The Diam Diam Era
(PG13, 107 minutes, opens Nov 26, 2 stars)
The first two films in the series came out in 2016 as Long Long Time Ago parts 1 and 2. Director Jack Neo took nostalgia porn to a cinematic level. That rose-tinted view of 1960s kampong life was a hit.
Four years later comes this work, also split into two parts, with the next instalment arriving next Chinese New Year.
What is new is that the Lim children are now living in a Housing Board flat, with uncle Ah Kun (Mark Lee) checking in on them.
Neo's focus has also shifted fromfamily melodrama to politics - in particular the perceived erasure of Chinese-ness through the English-first education policy.
Going into detail here is tricky because the film's story will conclude only next year, but the conflict is seen mostly through the eyes of the Lim clan's younger members, who are either sidelined, or as in the case of the National Serviceman Shun Fa (Richie Koh), made a laughing stock because of his lack of English proficiency.
This comedy-drama dares open cultural wounds many thought had healed. Other issues are looked at too. There are bits in which cabby Ah Kun argues with officials over parking and restricted zone coupon violations, but these are distracting time fillers (as are the montages set to hit dialect and Mandarin songs of the period).
With much of the time taken up by Ah Kun's run-ins with authorities and Shun Fa's National Service travails, what is noticeably absent are stories for the three Lim women (played by Meixin Macy, Yap Hui Xin and Regina Lim) or indeed any woman. Former K-pop singer Tasha Low makes a brief appearance as Shun Fa's folk singer love interest.
There are the usual tiring Neo-isms, mostly to do with his view that the problems affecting a group of Chinese men should be everyone's problem but without explaining why. It makes him reluctant to trim bits with overlong male banterand causes him to divide women into either simpering cuties or the comically overweight.
Ah Kun comes across not as a real person but as a tool for expressing disgruntlement with anything invented after 1971. It shows that even when Neo is taking the high road by tackling issues, one can always count on him to undercut himself.
The Croods: A New Age
(PG, 90 minutes, opens Nov 26, 3 stars)
Old meets new when the Croods run into the Bettermans, a family living the sweet life behind walls that keep in food while keeping out dangerous beasties.
The Bettermans (voiced by Peter Dinklage, Leslie Mann and Kelly Marie Tran) welcome the Croods into their high-tech utopia, but cannot help seeing themselves as more evolved and therefore superior to the cave-loving Croods (Nicholas Cage, Emma Stone, Catherine Keener, Cloris Leachman, Clark Duke; Ryan Renolds voices the outsider, Guy).
The snobs-versus-slobs setup in this follow-up to 2013's The Croods will end as all such setups do. It is the getting there that counts.
Here, the journey is paved with quips of the television sitcom variety, ones that make relatable references to the world today. There is an extended sight gag, for example, about a Betterman invention called a "window" that has entranced Thunk (Duke), who becomes glued to it as one would to a television.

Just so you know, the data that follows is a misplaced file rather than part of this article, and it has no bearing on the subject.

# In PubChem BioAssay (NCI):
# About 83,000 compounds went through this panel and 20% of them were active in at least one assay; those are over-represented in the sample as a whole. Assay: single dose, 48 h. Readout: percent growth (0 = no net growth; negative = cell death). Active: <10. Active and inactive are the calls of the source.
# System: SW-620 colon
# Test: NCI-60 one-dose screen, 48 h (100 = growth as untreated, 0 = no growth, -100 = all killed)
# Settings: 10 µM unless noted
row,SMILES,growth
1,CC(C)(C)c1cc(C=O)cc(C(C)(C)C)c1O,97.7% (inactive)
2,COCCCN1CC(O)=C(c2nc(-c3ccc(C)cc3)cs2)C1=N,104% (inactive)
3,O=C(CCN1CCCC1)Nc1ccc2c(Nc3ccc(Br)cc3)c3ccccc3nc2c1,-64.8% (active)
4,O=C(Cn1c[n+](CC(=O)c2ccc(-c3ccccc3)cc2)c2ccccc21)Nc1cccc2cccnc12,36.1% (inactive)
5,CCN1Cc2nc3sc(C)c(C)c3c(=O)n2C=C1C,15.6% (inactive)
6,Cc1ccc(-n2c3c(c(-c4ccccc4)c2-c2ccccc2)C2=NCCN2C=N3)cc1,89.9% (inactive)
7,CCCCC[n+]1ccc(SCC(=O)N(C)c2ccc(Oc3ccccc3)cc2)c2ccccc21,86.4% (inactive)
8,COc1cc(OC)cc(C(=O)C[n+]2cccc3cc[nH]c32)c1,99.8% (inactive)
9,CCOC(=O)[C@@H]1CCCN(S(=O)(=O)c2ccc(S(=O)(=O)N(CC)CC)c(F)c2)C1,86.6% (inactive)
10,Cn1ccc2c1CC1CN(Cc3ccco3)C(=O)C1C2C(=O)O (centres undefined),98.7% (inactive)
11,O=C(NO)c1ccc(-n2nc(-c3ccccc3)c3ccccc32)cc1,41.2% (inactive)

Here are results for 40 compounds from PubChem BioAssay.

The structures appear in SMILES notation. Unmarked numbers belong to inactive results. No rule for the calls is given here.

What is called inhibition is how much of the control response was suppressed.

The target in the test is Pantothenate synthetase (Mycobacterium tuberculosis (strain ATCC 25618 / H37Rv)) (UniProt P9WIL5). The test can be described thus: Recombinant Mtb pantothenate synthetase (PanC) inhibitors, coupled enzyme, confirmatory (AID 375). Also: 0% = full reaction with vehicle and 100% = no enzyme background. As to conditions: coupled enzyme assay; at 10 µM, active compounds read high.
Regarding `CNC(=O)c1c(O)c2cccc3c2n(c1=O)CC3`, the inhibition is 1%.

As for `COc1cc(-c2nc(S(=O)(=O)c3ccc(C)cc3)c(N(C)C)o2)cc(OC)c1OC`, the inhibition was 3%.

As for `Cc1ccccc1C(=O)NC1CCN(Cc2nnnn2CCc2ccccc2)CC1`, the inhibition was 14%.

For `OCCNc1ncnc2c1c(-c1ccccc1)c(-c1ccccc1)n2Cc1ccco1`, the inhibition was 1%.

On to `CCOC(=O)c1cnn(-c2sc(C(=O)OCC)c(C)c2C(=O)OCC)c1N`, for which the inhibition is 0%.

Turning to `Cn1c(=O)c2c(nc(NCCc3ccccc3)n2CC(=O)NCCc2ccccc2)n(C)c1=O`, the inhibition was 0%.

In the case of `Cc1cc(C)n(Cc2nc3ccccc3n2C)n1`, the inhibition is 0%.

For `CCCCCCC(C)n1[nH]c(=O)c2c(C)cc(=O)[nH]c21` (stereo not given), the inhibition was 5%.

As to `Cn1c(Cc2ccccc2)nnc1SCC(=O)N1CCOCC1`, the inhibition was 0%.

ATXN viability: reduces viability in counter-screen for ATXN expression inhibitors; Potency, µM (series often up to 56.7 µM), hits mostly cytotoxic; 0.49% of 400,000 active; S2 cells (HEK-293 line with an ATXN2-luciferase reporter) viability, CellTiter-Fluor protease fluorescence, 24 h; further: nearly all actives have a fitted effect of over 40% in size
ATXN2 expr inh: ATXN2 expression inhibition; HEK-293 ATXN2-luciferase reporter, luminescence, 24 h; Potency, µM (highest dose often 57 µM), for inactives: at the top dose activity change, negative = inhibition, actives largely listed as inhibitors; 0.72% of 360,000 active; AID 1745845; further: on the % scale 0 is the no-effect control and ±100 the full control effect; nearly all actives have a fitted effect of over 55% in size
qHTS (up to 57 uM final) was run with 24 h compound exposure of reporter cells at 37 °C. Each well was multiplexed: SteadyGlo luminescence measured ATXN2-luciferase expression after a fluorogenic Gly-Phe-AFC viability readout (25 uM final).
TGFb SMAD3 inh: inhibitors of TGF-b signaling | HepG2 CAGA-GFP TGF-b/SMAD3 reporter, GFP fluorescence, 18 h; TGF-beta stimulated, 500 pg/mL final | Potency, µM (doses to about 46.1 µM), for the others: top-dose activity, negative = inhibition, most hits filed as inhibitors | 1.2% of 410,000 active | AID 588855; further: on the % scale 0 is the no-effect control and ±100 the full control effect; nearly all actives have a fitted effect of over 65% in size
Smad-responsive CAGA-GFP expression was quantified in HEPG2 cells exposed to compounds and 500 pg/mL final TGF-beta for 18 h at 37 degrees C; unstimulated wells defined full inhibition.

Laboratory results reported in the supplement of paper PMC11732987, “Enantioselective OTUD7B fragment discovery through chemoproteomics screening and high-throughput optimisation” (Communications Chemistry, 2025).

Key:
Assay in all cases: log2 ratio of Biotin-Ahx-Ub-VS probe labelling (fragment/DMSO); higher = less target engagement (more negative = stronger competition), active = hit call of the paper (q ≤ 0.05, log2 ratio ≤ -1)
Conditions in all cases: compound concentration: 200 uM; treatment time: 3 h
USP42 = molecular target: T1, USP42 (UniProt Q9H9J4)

The film buzzes with visual energy - the plants are a Pandora's box of surprises and the hybrid animals are inspired - but that rich eye candy only makes the played-out nature of the jokes more apparent.
First-time feature director Joel Crawford cut his teeth as an artist on animation that leans heavily on comedy (Bee Movie, 2007; all three Kung Fu Panda movies; 2008 to 2016) at the expense of character or plot. But the gags, while trite, are at least competently executed.
(R21, 113 minutes, opens Nov 26, 4 stars)
Viggo Mortensen likes to keep busy. When not starring in films or running a publishing house or writing poetry, he is making music, painting or taking photographs.
With this family drama, the 62-year-old Danish-American actor adds screenwriter, director and soundtrack musician to his resume. Luckily, the work bears no trace of a man who has spread himself thinly - the emotions are heartfelt and range from sweet to scary.
Lance Henriksen, the 80-year-old actor who broke through as the android Bishop in the science-fiction thriller Aliens (1986), is terrifying as Willis, a farmer stricken with dementia.
His son John (Mortensen) has taken him into the home he shares with husband Eric (Terry Chen) and daughter Monica (Gabby Velis).
The stage is set for confrontation. Father and son have different views about what "normal" sexuality is, but there are other gulfs, made worse by the older man's loosening grasp on reality. Willis expresses toxic opinions so often, every time he speaks, everyone in John's liberal California home clenches, as would many in the audience.
John and his sister Sarah (Laura Linney) have a duty of care, but living with the man who is a reminder of their cold, empty childhoods could give them breakdowns as well as create rifts in the families they have now.
Mortensen has created a memorable villain in Willis, a dependant relying on the people to whom he showed an especially tough brand of love. His children are doing what they can with their blustery father, a man who would be easy to hate if not for Henriksen giving glimpses of the frightened, fragile man beneath.
The Cursed Lesson
(R21, 93 minutes, opens Nov 26, not reviewed)
It is body horror time in this South Korean film that explores the cutthroat world of beauty influencers.
When model Hyo-jung faces irrelevancy among new competition, she tries every solution science has to offer. Then hope arrives in the form of a mysterious yoga class that promises amazing results, which she, along with others in the class, soon discover come with a hideous price tag.